This post is also available in: Français Español

Liturgy for Sundays and Main Feasts

Jesus Christ and His Apostles

Fourth Sunday after Easter:
Consolation in the imminent coming of the Holy Spirit

Reflections on the Liturgy of the Day – from L’Année Liturgique, by Dom Prosper Guéranger

During His sojourn on earth, our Redeemer thus explained the mystery of Baptism to Nicodemus, who was a ruler among the Jews, and a master in Israel: “Unless a man be born again of Water and the Holy Ghost, he cannot enter into the Kingdom of God.” Here, as in so many other instances, He foretells what He intends to do at a future time: He prepares us for the mystery, by telling us, that, as our first birth was not pure, He is preparing a second for us; that this second birth will be holy, and that Water is to be the instrument of so great a grace.

But, after His Resurrection, our Emmanuel openly announced His having given to Water the power of producing the sublime adoption to which mankind was invited by the Eternal Father. Speaking to His Apostles, He thus gives them the fundamental law of the Kingdom He had come from heaven to establish: “Go, teach ye all nations baptizing them in the name of the Father, and of the Son, and of the Holy Ghost.” This is the master-gift bestowed on the world by its Redeemer: –salvation by Water and the invocation of the Blessed Trinity; for He adds: “He that believeth and is baptized, shall be saved.” What a revelation was here! It told us of the infinite mercy, wherewith our Creator loved us: it was the inauguration of the Sacraments by the announcement of the first of the Seven, (Baptism)– of that one, which, according to the expression of the Holy Fathers, is the Gate to the rest.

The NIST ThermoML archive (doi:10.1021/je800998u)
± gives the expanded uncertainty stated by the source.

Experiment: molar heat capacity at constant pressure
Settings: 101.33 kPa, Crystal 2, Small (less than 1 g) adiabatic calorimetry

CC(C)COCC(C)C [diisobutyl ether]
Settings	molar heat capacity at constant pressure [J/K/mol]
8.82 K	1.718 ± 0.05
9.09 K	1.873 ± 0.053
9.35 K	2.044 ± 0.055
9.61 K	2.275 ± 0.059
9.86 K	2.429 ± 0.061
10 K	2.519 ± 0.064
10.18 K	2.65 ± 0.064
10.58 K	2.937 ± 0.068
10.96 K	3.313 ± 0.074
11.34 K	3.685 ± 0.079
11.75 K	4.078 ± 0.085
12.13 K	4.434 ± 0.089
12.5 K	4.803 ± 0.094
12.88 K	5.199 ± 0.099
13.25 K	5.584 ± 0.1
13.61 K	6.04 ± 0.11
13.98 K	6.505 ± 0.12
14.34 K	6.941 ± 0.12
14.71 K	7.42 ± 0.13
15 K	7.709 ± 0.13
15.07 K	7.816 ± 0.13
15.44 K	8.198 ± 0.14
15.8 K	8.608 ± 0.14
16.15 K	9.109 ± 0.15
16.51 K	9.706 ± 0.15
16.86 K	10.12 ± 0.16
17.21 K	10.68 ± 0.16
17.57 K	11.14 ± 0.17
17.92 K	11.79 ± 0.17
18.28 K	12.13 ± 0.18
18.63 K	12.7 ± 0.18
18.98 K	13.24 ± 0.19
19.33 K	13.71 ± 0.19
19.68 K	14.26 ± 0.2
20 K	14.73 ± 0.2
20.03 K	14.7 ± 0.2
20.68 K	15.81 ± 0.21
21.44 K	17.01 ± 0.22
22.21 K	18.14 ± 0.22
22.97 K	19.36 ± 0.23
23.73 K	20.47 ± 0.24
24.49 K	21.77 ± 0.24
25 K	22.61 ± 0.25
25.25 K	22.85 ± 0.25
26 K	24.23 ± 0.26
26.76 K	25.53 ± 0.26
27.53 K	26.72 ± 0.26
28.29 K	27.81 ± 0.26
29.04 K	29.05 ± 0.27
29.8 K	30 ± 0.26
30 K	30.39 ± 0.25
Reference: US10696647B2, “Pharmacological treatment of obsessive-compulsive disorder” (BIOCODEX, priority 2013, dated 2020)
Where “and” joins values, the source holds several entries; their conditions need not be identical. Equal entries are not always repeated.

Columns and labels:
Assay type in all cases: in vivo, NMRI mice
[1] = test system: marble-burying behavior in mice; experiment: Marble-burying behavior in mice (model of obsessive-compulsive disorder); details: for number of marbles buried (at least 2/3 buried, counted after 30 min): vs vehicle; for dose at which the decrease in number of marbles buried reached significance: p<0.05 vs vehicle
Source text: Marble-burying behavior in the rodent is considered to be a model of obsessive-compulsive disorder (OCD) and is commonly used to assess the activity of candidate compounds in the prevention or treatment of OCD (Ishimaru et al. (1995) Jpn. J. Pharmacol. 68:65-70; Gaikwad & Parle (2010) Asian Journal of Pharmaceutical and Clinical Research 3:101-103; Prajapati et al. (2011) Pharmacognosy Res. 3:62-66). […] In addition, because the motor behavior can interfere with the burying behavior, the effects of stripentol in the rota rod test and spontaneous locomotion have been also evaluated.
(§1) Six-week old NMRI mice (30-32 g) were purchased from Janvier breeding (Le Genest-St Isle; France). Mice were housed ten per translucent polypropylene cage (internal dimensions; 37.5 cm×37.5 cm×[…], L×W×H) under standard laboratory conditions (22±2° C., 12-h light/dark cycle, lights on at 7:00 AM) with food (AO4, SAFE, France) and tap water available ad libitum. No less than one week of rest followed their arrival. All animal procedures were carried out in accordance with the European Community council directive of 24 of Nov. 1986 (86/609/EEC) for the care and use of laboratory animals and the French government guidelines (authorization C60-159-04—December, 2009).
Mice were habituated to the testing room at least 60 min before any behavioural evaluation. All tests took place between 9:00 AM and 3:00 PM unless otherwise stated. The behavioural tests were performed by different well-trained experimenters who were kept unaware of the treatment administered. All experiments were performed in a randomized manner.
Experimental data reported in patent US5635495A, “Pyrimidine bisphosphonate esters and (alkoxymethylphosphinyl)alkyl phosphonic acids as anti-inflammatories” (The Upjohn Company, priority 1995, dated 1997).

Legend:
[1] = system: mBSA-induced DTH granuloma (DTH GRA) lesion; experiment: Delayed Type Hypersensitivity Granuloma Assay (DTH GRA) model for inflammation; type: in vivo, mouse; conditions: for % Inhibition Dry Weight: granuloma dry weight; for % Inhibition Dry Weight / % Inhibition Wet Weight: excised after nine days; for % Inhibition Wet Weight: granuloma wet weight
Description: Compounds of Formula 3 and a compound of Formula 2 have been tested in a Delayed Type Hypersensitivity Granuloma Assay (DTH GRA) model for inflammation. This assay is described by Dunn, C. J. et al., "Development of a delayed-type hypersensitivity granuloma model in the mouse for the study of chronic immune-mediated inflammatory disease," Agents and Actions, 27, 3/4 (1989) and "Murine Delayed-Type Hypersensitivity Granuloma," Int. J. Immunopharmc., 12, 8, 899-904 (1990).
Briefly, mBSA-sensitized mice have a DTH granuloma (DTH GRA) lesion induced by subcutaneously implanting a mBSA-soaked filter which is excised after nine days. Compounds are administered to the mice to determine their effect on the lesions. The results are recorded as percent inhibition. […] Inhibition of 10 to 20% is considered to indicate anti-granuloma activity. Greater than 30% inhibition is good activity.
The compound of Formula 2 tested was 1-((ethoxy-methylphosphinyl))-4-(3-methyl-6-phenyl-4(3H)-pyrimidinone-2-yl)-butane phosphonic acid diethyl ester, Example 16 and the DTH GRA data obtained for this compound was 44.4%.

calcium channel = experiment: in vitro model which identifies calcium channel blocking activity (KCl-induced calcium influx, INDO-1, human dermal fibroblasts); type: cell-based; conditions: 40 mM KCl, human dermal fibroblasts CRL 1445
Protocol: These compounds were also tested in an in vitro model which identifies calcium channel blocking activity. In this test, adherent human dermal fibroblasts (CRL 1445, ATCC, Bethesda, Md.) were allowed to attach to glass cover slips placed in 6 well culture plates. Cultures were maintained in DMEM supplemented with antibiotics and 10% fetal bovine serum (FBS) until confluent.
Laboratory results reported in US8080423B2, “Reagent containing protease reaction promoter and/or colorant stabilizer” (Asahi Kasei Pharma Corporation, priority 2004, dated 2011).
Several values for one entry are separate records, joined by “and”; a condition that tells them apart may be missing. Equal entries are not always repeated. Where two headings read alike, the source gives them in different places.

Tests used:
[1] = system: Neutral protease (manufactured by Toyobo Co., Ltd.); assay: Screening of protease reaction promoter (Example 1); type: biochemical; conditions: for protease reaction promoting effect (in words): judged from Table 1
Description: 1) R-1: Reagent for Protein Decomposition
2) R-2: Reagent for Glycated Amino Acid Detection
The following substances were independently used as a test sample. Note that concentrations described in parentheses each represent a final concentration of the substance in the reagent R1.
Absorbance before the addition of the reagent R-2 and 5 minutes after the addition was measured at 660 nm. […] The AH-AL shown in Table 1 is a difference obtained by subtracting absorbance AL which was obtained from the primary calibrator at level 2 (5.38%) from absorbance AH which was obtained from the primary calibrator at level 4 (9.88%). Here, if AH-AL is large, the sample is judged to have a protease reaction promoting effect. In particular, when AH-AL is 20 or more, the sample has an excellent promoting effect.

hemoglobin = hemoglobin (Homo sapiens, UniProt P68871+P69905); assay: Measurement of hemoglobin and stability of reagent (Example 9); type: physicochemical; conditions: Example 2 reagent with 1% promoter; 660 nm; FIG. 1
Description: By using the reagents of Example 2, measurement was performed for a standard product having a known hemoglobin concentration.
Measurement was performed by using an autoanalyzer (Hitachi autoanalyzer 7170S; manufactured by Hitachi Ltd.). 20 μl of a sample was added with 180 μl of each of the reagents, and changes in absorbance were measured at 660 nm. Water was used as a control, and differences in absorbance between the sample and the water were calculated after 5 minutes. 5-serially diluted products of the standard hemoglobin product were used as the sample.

Let us love this august mystery of Baptism, to which we are indebted for the life of our souls, and for the indelible character which makes us members of our divine Head, Jesus. The holy King of France, Saint Louis, who was baptized in the humble village of Poissy, loved to sign “Louis of Poissy.” He looked upon the baptismal font as the mother who had given him a life incomparably superior to that which made him the son of an earthly monarch: she gave him to be the child of God, and heir to the kingdom of Heaven. We should imitate this saintly King.

Laden with the blessings of God, who, by His divine Sacraments, has made them to be one people, the Faithful should not be satisfied with observing the commandments, they should love them; they should also long after the Heaven that is promised them. The Church prays, in the Collect, that her children may receive the grace to do all this:

Let us pray: O God, who makest the faithful to be of one mind: grant that Thy people may love what Thou commandest, and desire what Thou promisest: that, amid the uncertainties of this world, we may place our affections where there are true joys. Amen.